Credit Freeze FAQs

Title 28, Chapter 52, Idaho Code
Credit Report Protection Act

If you are concerned about the risk of identity theft, Attorney General Wasden encourages you to consider placing a voluntary freeze on your credit reports. Freezing your credit report can substantially reduce the risk that identity thieves will open new credit accounts in your name. This is the most common form of identity theft.

Idaho’s credit freeze law requires credit reporting agencies to place a credit “freeze” on your credit report when you request it. The following FAQs explain the details, process, and effect for requesting a credit freeze. You can also read our Credit and Debt Manual for more information on credit related issues.

What is the purpose of the Credit Report Protection Act?

What is the purpose of a security freeze and how does it differ from a fraud alert?

Who is responsible for freezing my credit report?

When should I request a security freeze?

Does a security freeze hurt your credit score or prevent you from obtaining new credit?

Does it cost anything to obtain a security freeze?

How do I obtain a security freeze?

How soon after receiving my written request must the consumer reporting agency freeze my credit report?

How will I know if the consumer reporting agency freezes my credit report?

What do I do if I lose my personal identification number or password?

What does a consumer reporting agency tell creditors about my credit history when a security freeze is in effect?

What actions can a creditor take if I submit a credit application and the creditor is unable to access my credit report because a security freeze is in effect?

Who is allowed to access my credit report once the security freeze is in effect?

What do I do to lift the security freeze if I want a specific creditor to have access to my credit report?

After I request a temporary lift of the security freeze, how long does the consumer reporting agency have to actually lift the freeze?

How do I remove the security freeze permanently?

Under what circumstances may a consumer reporting agency lawfully take longer than three days (or 15 minutes) to lift the security freeze?

What happens when information in my credit report changes while a security freeze is in effect?

How does the Credit Report Protection Act protect my Social Security number from intentional disclosure?

What action can I take against a consumer reporting agency that violates the Credit Report Protection Act?

What action can a consumer reporting agency take against someone who violates the security freeze statutes?

What authority does the Attorney General have under the Credit Report Protection Act?

What should I do if I believe a person has violated the Credit Report Protection Act?

What is the purpose of the Credit Report Protection Act?

The Act allows you to place a “security freeze” on your credit report and prohibits a person from intentionally releasing your Social Security number to the general public.

What is the purpose of a security freeze and how does it differ from a fraud alert?

Commonly referred to as a “credit freeze,” a security freeze, in most cases, prohibits a consumer reporting agency from giving your credit information to a third-party creditor. A security freeze is more effective than a fraud alert in preventing unauthorized persons from obtaining credit in your name.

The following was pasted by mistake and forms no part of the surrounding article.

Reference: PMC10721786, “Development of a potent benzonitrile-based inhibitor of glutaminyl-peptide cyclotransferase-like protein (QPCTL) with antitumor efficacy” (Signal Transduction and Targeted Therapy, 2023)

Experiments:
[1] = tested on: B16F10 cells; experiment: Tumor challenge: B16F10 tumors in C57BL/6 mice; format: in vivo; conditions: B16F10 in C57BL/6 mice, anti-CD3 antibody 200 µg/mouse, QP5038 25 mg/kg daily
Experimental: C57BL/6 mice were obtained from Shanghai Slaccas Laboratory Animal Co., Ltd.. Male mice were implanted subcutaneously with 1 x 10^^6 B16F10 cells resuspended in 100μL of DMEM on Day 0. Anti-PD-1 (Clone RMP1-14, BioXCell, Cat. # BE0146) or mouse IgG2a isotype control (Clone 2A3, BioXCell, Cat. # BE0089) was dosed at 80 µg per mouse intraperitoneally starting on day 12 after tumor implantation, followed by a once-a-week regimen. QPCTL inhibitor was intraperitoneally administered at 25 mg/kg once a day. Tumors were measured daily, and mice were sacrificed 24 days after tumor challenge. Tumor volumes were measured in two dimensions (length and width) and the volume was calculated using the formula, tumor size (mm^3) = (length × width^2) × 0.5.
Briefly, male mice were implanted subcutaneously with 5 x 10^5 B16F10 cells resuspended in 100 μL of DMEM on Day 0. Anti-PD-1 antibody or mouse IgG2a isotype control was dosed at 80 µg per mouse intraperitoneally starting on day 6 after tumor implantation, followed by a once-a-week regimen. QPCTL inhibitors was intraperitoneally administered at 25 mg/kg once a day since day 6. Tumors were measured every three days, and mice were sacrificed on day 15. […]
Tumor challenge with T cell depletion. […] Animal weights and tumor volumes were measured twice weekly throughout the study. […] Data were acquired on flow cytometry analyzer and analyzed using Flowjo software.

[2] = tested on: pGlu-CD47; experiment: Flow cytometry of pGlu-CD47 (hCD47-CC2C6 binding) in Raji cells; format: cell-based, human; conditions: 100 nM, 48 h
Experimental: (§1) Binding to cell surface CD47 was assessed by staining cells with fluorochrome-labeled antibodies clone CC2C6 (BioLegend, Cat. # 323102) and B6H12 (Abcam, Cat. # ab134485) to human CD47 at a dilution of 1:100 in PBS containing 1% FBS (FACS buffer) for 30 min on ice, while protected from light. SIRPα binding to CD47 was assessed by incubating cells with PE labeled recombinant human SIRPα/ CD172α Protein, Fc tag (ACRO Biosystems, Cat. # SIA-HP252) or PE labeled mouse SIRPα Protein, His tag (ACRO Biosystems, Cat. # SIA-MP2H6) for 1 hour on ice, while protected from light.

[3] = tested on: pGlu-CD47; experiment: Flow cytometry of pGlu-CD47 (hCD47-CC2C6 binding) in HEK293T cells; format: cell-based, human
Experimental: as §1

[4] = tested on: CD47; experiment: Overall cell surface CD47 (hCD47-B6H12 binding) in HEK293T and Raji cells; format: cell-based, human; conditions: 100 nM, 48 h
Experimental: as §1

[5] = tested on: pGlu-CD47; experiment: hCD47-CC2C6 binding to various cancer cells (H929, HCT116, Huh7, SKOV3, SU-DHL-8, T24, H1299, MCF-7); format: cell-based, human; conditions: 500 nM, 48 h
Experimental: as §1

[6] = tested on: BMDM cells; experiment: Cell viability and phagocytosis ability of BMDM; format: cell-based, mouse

A fraud alert is a special message on your credit report that notifies potential creditors that they need to verify your identity before extending credit in your name. Three types of fraud alerts are available: (1) a 90-day initial fraud alert; (2) a seven-year extended fraud alert; and (3) a one-year active duty military alert. A security freeze, on the other hand, remains in effect until you ask the consumer reporting agency to lift it.

The problem with fraud alerts is that a creditor is not required to contact you before extending credit in your name. Therefore, even with a fraud alert in place, identity thieves can still open new accounts and obtain new lines of credit in your name.

Who is responsible for freezing my credit report?

When you properly request a security freeze, consumer reporting agencies, also called credit reporting agencies, must freeze the information in your credit report. Under the law, a “consumer reporting agency” includes any person who, for fees, dues, or on a cooperative basis, assembles or evaluates information concerning a consumer's credit.

When should I request a security freeze?

You may request that a consumer reporting agency place a security freeze on your credit report at any time and for any reason. Requesting a security freeze is particularly important whenever you believe that your personal or financial information has been disclosed to another without your permission. For example, if a business notifies you that it inadvertently released your credit card number to someone without your authorization, you should consider requesting a security freeze.

A freeze helps prevent identity thieves from obtaining credit in your name because most creditors will not extend credit without first reviewing the consumer's credit report. If the creditor is told that a credit report is frozen, it is less likely that the creditor will grant credit to a fraudster.

Does a security freeze hurt your credit score or prevent you from obtaining new credit?